A new technique involving something called a mini-intronic plasmid (MIP) can significantly enhance expression of a transgene delivered through gene therapy
Gene therapy is extremely expensive, and researchers have been attempting to improve efficiency for some time. Making every ounce of therapy more effective could reduce cost and boost efficacy too. In its common form, gene therapy involves delivery of a strand of DNA packaged inside a modified virus. This virus finds and essentially injects this DNA template into cells across the body on in a specific tissue, and your body then transcribes that DNA into proteins. This usually either replaces a faulty copy of a gene, blocks 'bad' gene expression, or adds extra copies of a beneficial one.
The problem with this technique is that it's often fairly weak, and researchers have been working on ways of increasing the amount of protein produced from the newly delivered transgene. A transgene is a foreign gene delivered into an organism from another source (whether synthetically modified or extracted from another organism).
A team working on this efficiency problem have now developed an alternative. In order to package up a particular transgene, it must be included in something called a plasmid. This is a circle of DNA that includes the transgene and important signals that trigger the cells to begin transcribing RNA from the DNA code. It also includes a range of other important features that must be present for the structure to work correctly.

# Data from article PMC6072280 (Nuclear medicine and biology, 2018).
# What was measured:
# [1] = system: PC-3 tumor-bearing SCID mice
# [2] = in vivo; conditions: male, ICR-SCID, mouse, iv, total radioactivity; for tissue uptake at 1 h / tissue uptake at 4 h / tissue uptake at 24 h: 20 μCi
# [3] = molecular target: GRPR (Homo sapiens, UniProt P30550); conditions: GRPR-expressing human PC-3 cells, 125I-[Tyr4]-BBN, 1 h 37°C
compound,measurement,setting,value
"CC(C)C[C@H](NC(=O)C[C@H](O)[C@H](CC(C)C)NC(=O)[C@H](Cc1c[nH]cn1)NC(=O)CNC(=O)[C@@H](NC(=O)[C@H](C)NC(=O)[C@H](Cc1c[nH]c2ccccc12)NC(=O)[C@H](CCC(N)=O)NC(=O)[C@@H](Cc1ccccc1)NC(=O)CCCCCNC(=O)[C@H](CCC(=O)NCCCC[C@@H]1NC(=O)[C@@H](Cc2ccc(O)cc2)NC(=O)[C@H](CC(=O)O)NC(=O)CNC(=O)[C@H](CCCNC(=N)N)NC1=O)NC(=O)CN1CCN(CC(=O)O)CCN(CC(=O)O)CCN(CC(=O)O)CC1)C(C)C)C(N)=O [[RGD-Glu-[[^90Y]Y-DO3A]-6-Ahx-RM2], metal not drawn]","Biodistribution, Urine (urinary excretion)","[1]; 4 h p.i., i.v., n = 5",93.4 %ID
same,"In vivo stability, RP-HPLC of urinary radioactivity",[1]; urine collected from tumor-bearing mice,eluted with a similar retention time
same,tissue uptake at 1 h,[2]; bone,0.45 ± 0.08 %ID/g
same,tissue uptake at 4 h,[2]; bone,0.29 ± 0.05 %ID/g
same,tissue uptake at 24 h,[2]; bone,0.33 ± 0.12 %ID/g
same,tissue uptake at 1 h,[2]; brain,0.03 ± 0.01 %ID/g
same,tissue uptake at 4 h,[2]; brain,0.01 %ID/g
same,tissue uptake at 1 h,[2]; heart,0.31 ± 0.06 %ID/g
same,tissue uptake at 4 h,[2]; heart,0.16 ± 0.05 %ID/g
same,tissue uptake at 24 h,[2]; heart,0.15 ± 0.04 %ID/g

The researchers found that by shortening some of this, and placing a number of these essential bacterial components within a region of the plasmid called an intron - they could boost transcription by up to 40 and 100 fold. An intron is a section of DNA that is non-coding, meaning it isn't transcribed as a protein. For a reason that isn't entirely understood yet, including this intronic element within a mini plasmid they called a mini-intronic plasmid (MIP), enabled far higher gene expression. If this technique is proven to work, it could reduce manufacturing costs and seriously boost gene therapy's effectiveness. Reducing the dosage is a good thing in avoiding immune complications too.
"Careful observation of the expression characteristics of different vector designs sometimes leads to unexpected findings. In this case, the authors found that a very substantial increase in the amount of transgene expression (up to 100-fold) could be achieved from rAAV vectors by including essential bacterial plasmid elements in an upstream intron. This could present substantial advantages for future in vivo gene therapy."
Read more at EurekAlert